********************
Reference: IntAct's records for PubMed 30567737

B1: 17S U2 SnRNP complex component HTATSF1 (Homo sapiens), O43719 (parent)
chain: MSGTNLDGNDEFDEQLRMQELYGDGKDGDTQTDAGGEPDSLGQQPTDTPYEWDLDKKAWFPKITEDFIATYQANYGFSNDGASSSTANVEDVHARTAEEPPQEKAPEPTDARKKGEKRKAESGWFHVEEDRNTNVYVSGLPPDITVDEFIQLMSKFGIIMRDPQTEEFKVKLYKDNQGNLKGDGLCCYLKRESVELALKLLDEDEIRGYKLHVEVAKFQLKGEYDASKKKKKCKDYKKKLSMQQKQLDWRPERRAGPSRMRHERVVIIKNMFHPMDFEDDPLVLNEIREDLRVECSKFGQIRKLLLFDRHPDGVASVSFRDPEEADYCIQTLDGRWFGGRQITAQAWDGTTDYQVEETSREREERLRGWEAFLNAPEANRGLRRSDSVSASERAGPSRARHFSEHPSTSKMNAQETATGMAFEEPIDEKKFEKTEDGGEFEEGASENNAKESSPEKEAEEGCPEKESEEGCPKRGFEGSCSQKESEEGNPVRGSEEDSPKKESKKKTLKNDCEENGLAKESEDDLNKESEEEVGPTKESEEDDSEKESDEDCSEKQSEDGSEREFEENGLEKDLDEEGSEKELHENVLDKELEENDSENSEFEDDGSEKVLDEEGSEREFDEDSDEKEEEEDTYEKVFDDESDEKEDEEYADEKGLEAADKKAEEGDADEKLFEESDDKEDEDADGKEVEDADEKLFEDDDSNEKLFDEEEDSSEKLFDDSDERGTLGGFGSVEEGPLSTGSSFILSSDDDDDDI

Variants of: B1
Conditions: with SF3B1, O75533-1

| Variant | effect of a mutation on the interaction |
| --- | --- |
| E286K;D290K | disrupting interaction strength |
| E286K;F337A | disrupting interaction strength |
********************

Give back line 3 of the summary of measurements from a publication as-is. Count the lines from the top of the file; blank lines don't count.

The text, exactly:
chain: MSGTNLDGNDEFDEQLRMQELYGDGKDGDTQTDAGGEPDSLGQQPTDTPYEWDLDKKAWFPKITEDFIATYQANYGFSNDGASSSTANVEDVHARTAEEPPQEKAPEPTDARKKGEKRKAESGWFHVEEDRNTNVYVSGLPPDITVDEFIQLMSKFGIIMRDPQTEEFKVKLYKDNQGNLKGDGLCCYLKRESVELALKLLDEDEIRGYKLHVEVAKFQLKGEYDASKKKKKCKDYKKKLSMQQKQLDWRPERRAGPSRMRHERVVIIKNMFHPMDFEDDPLVLNEIREDLRVECSKFGQIRKLLLFDRHPDGVASVSFRDPEEADYCIQTLDGRWFGGRQITAQAWDGTTDYQVEETSREREERLRGWEAFLNAPEANRGLRRSDSVSASERAGPSRARHFSEHPSTSKMNAQETATGMAFEEPIDEKKFEKTEDGGEFEEGASENNAKESSPEKEAEEGCPEKESEEGCPKRGFEGSCSQKESEEGNPVRGSEEDSPKKESKKKTLKNDCEENGLAKESEDDLNKESEEEVGPTKESEEDDSEKESDEDCSEKQSEDGSEREFEENGLEKDLDEEGSEKELHENVLDKELEENDSENSEFEDDGSEKVLDEEGSEREFDEDSDEKEEEEDTYEKVFDDESDEKEDEEYADEKGLEAADKKAEEGDADEKLFEESDDKEDEDADGKEVEDADEKLFEDDDSNEKLFDEEEDSSEKLFDDSDERGTLGGFGSVEEGPLSTGSSFILSSDDDDDDI